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Can Artistic Practices Negotiate the Demands of Cultural Institutions, Public Space, and Civil Society?

Ergin Çavuşoğlu, Artist
2 May 2012

I am broadly interested in addressing the recontextualisation of cultural heritage in the MENA region by institutions, thus aligning it in the process with current developments in contemporary art at large.


Artistic practices are frequently used to measure the economic and cultural growth of geographies. This is often achieved by monitoring the performance of regional artists that are taking part in international exhibitions, art fairs, auctions and biennales, and scrutinising the acquisition portfolios of regional cultural institutions. In the last decade, there has been an increased reciprocal interest in contemporary artists from the MENA region, and the rediscovery of artists from older generations, who are now collected by major museums in the region and globally. This inevitably reflects on the strength of the local art scene. 


Regional art should be supported and collected alongside and evaluated against mainstream, so-called 'international' contemporary art. The current floating model of privately-owned and self-regulating art institutions is best suited for this, as it tends to be independent of regional politics, and sometimes brings a form of criticality to its locality. However, these institutions are mostly using existing models in the west that have been tested and developed in accordance with the current geopolitical framework, which is intrinsically different from the MENA region's concerns. Cultural institutions inevitably have a role to play in the urban development and gentrification of places, and act as resource extraction mechanisms and furthermore generate income. They create an acute awareness of current trends and modes of artistic production. Moreover this is a model, which is imported and could only sustain its impact through aligning itself with existing models of dissemination and consumption of culture. The make-up of the fabric of civic society in the MENA is not homogenous and as a result necessitates numerous, alternate approaches to curatorial and artistic practices.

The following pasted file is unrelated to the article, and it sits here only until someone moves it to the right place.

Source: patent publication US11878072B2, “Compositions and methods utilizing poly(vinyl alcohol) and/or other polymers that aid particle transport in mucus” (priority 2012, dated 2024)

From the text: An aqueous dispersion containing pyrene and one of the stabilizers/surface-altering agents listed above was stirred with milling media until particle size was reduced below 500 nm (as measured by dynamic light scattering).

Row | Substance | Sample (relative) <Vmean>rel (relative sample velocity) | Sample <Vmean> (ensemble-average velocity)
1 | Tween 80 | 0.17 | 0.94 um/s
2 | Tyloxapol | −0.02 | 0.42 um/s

Ergin Çavuşoğlu

was born in Bulgaria in 1968 and studied at The National School of Fine Arts Iliya Petrov, Sofia in the early 1980s. He subsequently received a BA in painting from the University of Marmara, Istanbul, an MA from Goldsmiths, University of London, and a PhD from University in Portsmouth. He currently lives and works in London. He represented Turkey at the 50th Venice Biennale in 2003, was shortlisted for the Beck's Futures Prize in 2004, and most recently in 2010 for Artes Mundi 4. Recent solo exhibitions include Dust Breeding, The Pavilion Downtown Dubai (2011), Alterity, RAMPA Istanbul (2011), Crystal & Flame, PEER, London (2010), Ergin Çavuşoğlu, Ludwig Forum für Internationale Kunst, Aachen (2009-10), Place after Place, Kunstverein Freiburg (2008), Quintet Without Borders, ShContemporary, Shanghai and Haunch of Venison, Zurich (2008), Point of Departure, John Hansard Gallery, Southampton and NGCA Sunderland (2006), and Entanglement, DCA, Dundee (2004).

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